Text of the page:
Athens

The Powerful City-State (Created by: Ankita Khera)

Philosophy

After the Peloponessian War, several great thinkers were determined to seek the truth, no matter where the search took them. The Greeks gave these thinkers a name, Philosophers, which meant one who loves wisdom. Greek philosophers believed that the universe was governed by a set of uniform laws and that it functioned in an order. The four most famous philosophers were Pythagoras, Socrates, Plato, and Aristotle.
Pythagoras was the first major Greek philosopher, as well as a great mathematician, mystic, and scientist. He greatly influenced Plato, and, through him, all of Western philosophy. Socrates taught his Socratic Method to teach his students and encouraged them to reexamine accepted notions like democracy, patriotism, and religion. Plato was a student of Socrates, and published his own book called The Republic. In it, he set forth his vision of a perfectly governed society, and it was not a democracy. Aristotle was a physician's son who had an intense hunger for knowledge. Aristotle developed a belief that all truths logical arose from other truths in a logical order. Thus, he created a set of logical statements known as syllogisms.


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Architecture

During Athens's Golden Age, Pericles, who was ruler of Ancient Athens during the Golden Age, encouraged the structure of new buildings. The Parthenon was one of Athen's greatest architectural achievements. It set the style for all temples for the next two hundred years. Within the temple was a statue of Athena, who was the goddess of wisdom and the protector of Athens.
Pericles entrusted the construction of the Parthenon to a man named Phidias, who was an Athenian sculptor. Phidias and other architects developed a unique architectural style that continued to influence architecture. For example, the pillars that supported the roofs of temples like the Parthenon serve as a good example. The Greeks developed three unique tops or capitals for the columns. For the Parthenon, the used Doric, Ionic, and Corinthian, which you will see in the pictures below.



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Drama

Greek Drama was an expression of civic pride and a tribute to the gods. The Greeks invented what we know today as drama by writing plays that were to be performed on the stage. During Pericles time, there were two writers that dominated Greek Drama. Those two writers were Aeschylus and Sophocles. Aeschylus wrote more than eighty plays, but only seven survive. Sophocles wrote over one hundred plays, with his most famous work being Oedipus.
Greek plays were the biggest form of entertainment for the Greeks, but not only that, it also was a means of educating the population about the major issues confronting Athenian society. Greek plays were partly acted and partly chanted. Both Aeschylus and Sophocles wrote a type of play called a tragedy. The tragedy portrayed men and woman as strong individuals whose very strength led to their downfall. That strength led the hero to pride, and pride inevitably led to an unforgivable sin. Thus, the gods would have to punish the the hero for his or her sin.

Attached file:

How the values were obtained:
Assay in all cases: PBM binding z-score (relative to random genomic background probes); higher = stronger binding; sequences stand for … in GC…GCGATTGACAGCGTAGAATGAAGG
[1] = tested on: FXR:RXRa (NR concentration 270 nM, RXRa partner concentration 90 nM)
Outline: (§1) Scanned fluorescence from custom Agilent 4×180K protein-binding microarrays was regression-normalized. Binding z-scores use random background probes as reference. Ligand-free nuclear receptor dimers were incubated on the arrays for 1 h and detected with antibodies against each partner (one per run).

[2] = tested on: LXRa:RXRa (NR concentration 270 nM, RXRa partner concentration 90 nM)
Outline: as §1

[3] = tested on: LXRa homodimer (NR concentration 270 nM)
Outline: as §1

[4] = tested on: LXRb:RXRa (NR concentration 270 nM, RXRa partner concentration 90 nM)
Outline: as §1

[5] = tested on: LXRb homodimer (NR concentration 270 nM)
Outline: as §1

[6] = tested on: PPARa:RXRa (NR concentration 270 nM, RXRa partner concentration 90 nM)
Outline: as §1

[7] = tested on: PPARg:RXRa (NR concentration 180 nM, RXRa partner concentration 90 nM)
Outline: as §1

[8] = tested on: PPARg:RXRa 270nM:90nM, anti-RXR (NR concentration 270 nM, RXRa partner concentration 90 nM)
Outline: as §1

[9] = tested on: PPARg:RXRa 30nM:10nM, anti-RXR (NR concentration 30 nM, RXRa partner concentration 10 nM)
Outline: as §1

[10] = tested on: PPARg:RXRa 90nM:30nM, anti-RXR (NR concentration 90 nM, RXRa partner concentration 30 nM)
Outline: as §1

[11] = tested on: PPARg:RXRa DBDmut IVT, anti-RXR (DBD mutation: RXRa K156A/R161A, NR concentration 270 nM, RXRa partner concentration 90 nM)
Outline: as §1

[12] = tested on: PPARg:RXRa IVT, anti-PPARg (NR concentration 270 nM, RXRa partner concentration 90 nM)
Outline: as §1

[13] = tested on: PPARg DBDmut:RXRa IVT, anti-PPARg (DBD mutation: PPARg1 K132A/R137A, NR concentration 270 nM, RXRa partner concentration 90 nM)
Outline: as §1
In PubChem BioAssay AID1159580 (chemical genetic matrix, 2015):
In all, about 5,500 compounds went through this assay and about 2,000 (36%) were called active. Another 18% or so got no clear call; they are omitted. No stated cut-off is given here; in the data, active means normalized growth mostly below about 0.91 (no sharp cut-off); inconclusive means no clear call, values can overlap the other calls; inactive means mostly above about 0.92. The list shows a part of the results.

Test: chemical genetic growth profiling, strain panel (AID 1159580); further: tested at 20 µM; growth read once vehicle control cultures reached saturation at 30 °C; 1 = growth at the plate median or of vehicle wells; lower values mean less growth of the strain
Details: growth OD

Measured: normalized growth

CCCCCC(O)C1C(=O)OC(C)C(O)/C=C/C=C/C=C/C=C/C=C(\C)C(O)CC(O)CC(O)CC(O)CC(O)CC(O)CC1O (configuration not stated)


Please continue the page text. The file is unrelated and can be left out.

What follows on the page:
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Democracy

Athenians were always open to new ideas and always eager to learn. Athenians had been raised to think of themselves as free people. However, like other city-states, Athens always struggled between rich and poor. Therefore, a democracy was able to be created by Athens's three most famous leaders.
Draco:
  • First lawgiver
  • Published strict, stern rules to govern Athens
  • Punished all crimes with death
  • Citizens of Athens grew tired of the harsh laws


Solon:

  • Second great reformer
  • Moved away from the harsh environment Draco created
  • Encouraged a more democratic system
  • Ruled for 22 years before allowing others to rule Athens


Cleisthenes:
  • Third great reformer
  • Expanded Athenian democracy through further legal reforms
  • Increased the power of assembly
  • Created the Council of Five to propose laws and advise the assembly


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Athens vs. Sparta

Athens and Sparta were the two most powerful city-states, though they developed very differently. Tensions were always high between the two empires, until finally Sparta attacked in 431 B.C. and invaded Athenian territory, destroying their local food supply. Overall, after twenty seven years of fighting, Athens finally surrendered to Sparta. The years at war destroyed Athen's fleet, empire, and wealth. However, I still believe that Athens was the better city-state. I will explain after showing the differences between Athens and Sparta.

Athens:
  • Open to new ideas
  • Eager to learn
  • Avoided civil wars by creating a democracy
  • Created a council in order to discuss laws
  • Created paid positions
  • Architecture(Parthenon)
  • Greek drama
  • Famous philosophers

Sparta:
  • Created a society based around strength
  • Society was ruled by an oligarchy
  • Governed by a strict set of laws
  • Created programs to have sufficient soldiers on the battlefield
  • Soldiers remained active till the age of sixty
  • Spartan girls had greater freedom
  • Created little culture/art/literature/architecture

So, in conclusion, I believe Athens was a far more important city-state than Sparta. Though Sparta overpowered Athens in a physical aspect, Athens left behind a lot of culture for later generations. Athens civilization had a far greater impact on Western Civilization than Sparta.


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